When I have finished dinner, it becomes apparent that Kagwe is not coming back downstairs. I suggest checking on him but Margaret jumps to his defense.
“Let him rest. He probably just fell asleep on the bed. His job is exhausting you know. Today he flew to Maputo and back, did you know that?”
I am his wife. Yes, I did know. I nod.
“Well, let me make up the guest room for you,” I offer.
Getting up, she says, “No need, I fixed it as soon as we got here. I wouldn’t leave those dishes in the sink if I were you though.”
I hate how she does that, takes over everything in my house.
“Hold on, ‘we’? As in you and…?”
“Si your husband. He drove straight from the airport to come home and pick me up. ”
“Oh.” She doesn’t understand why that matters. All along I had assumed that Margaret had made an impromptu visit. I thought that she’d caught Kagwe unawares, that he’d been so occupied he forgot to drop me a warning text. He knows how she condescends me when it comes to my homemaking skills.
“Your husband works too hard to come home to dishes piled in the sink,” she once said of two coffee mugs. “If only you would quit that job of yours…”
He knows that she criticizes me for sport; that I can’t bear to be in her company without someone running interference. I thought up excuses for him and now I find out that he orchestrated this whole thing? Made a calculated move to keep me busy catering to his mother all weekend? By the time I bring up his coming home late, so much else will have happened. It’ll look like I’m digging up old issues. As though I am the difficult one. As though I instigate fights and never allow peace a moment’s breath in our house. And I, gullible Njambi played right into his hand. I even gave him more ammunition by coming home late smelling like a distillery. Goddamn. I’m playing catch up!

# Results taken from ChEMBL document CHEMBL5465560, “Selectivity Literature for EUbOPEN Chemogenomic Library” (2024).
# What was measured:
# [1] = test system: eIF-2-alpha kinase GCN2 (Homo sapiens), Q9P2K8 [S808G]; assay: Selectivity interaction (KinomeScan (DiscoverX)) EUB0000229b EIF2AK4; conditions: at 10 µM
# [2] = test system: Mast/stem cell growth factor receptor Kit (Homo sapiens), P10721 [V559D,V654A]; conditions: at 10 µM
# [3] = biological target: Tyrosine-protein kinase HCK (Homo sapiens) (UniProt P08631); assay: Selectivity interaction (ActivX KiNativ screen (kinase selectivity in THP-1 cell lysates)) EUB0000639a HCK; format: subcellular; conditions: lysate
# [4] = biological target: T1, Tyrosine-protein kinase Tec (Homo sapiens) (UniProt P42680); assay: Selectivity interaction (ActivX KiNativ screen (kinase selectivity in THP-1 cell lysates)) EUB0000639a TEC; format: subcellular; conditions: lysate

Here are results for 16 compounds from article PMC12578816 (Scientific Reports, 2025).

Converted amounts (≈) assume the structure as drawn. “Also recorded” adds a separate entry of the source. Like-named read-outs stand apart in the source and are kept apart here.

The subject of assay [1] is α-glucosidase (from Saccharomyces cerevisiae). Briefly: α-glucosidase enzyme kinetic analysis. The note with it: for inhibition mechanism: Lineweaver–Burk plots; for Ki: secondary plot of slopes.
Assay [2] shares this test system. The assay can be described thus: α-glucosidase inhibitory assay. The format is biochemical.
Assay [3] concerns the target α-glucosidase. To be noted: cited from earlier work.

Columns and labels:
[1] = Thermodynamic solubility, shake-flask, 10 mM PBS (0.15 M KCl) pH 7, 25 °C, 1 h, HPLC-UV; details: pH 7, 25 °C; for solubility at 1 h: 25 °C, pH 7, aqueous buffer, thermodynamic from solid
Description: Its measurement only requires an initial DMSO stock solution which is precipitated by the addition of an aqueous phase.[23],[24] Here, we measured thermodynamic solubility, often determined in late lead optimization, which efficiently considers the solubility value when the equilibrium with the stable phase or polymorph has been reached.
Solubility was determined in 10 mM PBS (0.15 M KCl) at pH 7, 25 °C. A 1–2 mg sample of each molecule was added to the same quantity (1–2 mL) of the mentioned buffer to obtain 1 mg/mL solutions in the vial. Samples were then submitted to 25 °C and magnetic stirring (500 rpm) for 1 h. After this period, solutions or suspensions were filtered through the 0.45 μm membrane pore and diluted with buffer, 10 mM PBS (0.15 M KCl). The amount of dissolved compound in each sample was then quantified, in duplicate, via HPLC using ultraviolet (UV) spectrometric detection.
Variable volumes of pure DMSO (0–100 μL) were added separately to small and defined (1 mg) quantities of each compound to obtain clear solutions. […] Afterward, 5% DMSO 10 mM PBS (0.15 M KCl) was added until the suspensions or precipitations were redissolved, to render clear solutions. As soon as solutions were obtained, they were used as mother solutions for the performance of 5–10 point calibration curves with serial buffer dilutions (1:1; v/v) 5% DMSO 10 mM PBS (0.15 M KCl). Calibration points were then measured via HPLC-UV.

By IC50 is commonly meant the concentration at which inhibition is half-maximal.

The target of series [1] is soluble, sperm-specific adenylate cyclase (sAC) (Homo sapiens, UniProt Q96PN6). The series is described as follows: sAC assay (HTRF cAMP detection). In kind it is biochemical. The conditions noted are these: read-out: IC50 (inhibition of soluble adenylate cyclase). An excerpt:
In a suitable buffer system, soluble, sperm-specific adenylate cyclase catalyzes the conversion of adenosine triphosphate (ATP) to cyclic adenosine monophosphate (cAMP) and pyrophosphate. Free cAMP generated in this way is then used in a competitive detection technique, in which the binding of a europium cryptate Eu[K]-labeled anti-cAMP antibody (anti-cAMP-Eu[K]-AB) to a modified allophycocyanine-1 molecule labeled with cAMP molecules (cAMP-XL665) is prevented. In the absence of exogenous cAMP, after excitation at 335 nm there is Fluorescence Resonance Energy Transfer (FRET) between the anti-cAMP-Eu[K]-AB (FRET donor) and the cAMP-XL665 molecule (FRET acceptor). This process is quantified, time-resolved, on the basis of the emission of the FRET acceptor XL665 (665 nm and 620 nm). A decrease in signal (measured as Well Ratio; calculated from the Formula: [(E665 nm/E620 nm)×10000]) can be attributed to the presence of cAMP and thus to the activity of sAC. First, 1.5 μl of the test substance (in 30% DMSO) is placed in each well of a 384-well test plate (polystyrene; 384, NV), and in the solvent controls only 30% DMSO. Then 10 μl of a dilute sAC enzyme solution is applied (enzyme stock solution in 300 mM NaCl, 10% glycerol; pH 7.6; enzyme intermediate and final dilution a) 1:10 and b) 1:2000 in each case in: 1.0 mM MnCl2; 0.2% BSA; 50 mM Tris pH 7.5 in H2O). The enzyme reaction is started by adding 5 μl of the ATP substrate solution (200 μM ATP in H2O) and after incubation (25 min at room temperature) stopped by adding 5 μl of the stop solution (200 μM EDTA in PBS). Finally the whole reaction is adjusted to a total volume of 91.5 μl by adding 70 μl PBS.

I scour the dishes thoroughly, chewing on the epiphany I just had. When I go up to the bedroom, Kagwe is lying on the covers scrolling on his phone.
“You’re already done?”
I glare at him. It’s past midnight. He’s been up there for over an hour.
“Is she asleep?”
“You might know if you’d come back downstairs.”
“I had to reply to some work emails, trying to swap my flight for a later one tomorrow.”
He’s taken a tone, the one he uses when he says, “Take a chill pill.”
I set my alarm for five o’clock, an hour before Margaret wakes up. Fending off her backhanded comments the last thing I want on my plate.
“Yaani you sleep in while your husband makes his own breakfast? Si you have a good life,” she said on her last visit.
I am awakened by Margaret’s shrill laugh cracking across the house. Argh! Too loud. How is she even awake yet, my alarm hasn’t gone off. I rub the sleep from my eyes as I reach for my phone.
What the hell! He not only turned off my alarm, he also left the heavy curtains drawn shut. Kagwe never leaves the curtains drawn shut. I bought a sleeping mask because of that. I drove around town for half an hour that day looking for parking. When I finally found a spot, the parking attendants were nowhere to be found. I dashed out for a minute to pick up the sleeping mask and when I got back, my car was clamped. I had to pay a scruffy guy in yellow overalls two thousand bob to make it go away! Do you know what he said when I told him about it afterwards?
“Ah Njambi you were cheated! Duped! You could’ve paid five hundred bob.”
I can’t tell you how many Saturday mornings were ruined by curtain fights. Suddenly, today he’s Mr. Considerate? Mr. I-thought-I’d-let-you-sleep-in? Mr. I-went-to-City-Market-at-dawn-and-brought-back-pounds-upon-pounds-of-fillet? Mr. I-passed-by-Marikiti-and-bought-baskets-of-veggies-and-fruits? Oh no. No. No. No. The gloves are off.21